Figures released by the Zimbabwe Electoral Commission (ZEC) on the number of people registered so far under its biometric voter registration (BVR) blitz are not impressive at all. Put another way, the figures are disappointing considering the hype around next year’s harmonised elections. Midway through the first of the four-phased registration process, just over half a million people (675 762) had registered this week. ZEC has a claimed capacity to register up to seven million people.
Mashonaland East, Manicaland, Midlands, Masvingo and Mashonaland Central (in descending order) have registered the highest numbers, but sadly, only the first two have breached the 100 000 mark. All three Matabeleland provinces have the lowest figures of people registered so far at around 25 000 each. Whether this is reflective of the population size or voter eligibility demographics is a story for another day.
One of the reasons given for the low turnout is lack of sufficient publicity. ZEC is accused of not doing enough to publicise its registration blitz, or where the registration centres are. If that is true, which we have no way of proving one way or the other, they must act fast.
The second reason is that the registration process takes too long per individual, instead of the promised four minutes for someone who meets all the stated requirements. That might be discouraging to a lot of people. We have to take into account the fact that most potential urban voters are in the informal sector where every minute counts. That means those conducting the registration process should be very efficient to allow as many people as possible to register in the shortest time.
Incidentally, the Zimbabwe Election Support Network reports of a ward in Epworth outside Harare where 200 people managed to register on October 16. If that were to be the daily average across the country, ZEC should possibly meet its seven million target.
Instead there have been complaints that sometimes people queue very early at registration centres only for ZEC officials to start ambling around 8am. This must put off a number of prospective voters. Add to that a third alleged reason for the slow process, the need for an affidavit or proof of residence before one can be registered to vote.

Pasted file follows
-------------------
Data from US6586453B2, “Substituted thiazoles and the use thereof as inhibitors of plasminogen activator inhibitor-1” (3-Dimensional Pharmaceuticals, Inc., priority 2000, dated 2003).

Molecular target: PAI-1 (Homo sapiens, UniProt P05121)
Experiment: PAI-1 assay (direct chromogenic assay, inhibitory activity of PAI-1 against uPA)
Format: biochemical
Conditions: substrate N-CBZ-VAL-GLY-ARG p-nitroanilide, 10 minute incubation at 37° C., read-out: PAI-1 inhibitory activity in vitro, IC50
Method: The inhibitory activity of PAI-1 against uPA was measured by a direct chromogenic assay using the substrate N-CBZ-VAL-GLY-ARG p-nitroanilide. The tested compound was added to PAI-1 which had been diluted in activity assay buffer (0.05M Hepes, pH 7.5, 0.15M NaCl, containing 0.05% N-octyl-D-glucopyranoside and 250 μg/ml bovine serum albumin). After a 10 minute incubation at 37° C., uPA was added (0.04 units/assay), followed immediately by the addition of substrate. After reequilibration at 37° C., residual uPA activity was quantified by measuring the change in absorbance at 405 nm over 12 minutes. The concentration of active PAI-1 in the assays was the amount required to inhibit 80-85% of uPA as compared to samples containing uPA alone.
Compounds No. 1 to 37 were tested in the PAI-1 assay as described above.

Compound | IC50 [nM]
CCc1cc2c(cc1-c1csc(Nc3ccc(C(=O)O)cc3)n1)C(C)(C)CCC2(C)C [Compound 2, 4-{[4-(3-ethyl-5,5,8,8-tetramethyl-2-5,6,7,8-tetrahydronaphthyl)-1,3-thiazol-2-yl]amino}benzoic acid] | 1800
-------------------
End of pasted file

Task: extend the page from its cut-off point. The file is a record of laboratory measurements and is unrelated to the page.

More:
Of course this is a requirement of the law under the Electoral Act. The challenge is that few people are prepared for this kind of inconvenience. Not to mention that people are not interested in paying a cent to a Commissioner of Oaths for an affidavit. The political parties might need to urgently look at these issues. It is in their interest. Talking about political parties, we could hazard that they are perhaps the biggest culprit in the current voter registration apathy if not fiasco. This is for two main reasons.
The first is that there has been too much time and effort wasted trying to discredit the BVR process itself than inspiring confidence in the new system. Opposition political parties are, unfortunately, the biggest culprits, besides their haggling over alliances and coalitions which never seem to materialise. The second reason, closely related to the above, is that because of these sideshows (Zanu-PF and its factional wars), the political parties have done very little to galvanise potential voters to register. None of the parties is giving prospective voters a message of hope.
The focus so far has been on securing positions for the elite. People need to feel that there is something for them in the electoral outcome to be inspired and energised to go and register to vote. The parties are not doing that. Then we have a last minute rush, which tends to clog the system!
This might be too painful a truth to swallow, yet sadly, if the current voter registration trend persists, next year’s voter turnout might just be the lowest ever recorded since Independence, with the attendant questions about the legitimacy of the ensuing government.
The time to act in the best interest of the nation is now than banking on coalition governments which get bogged down in ideological wrangling.
Article Source: The Herald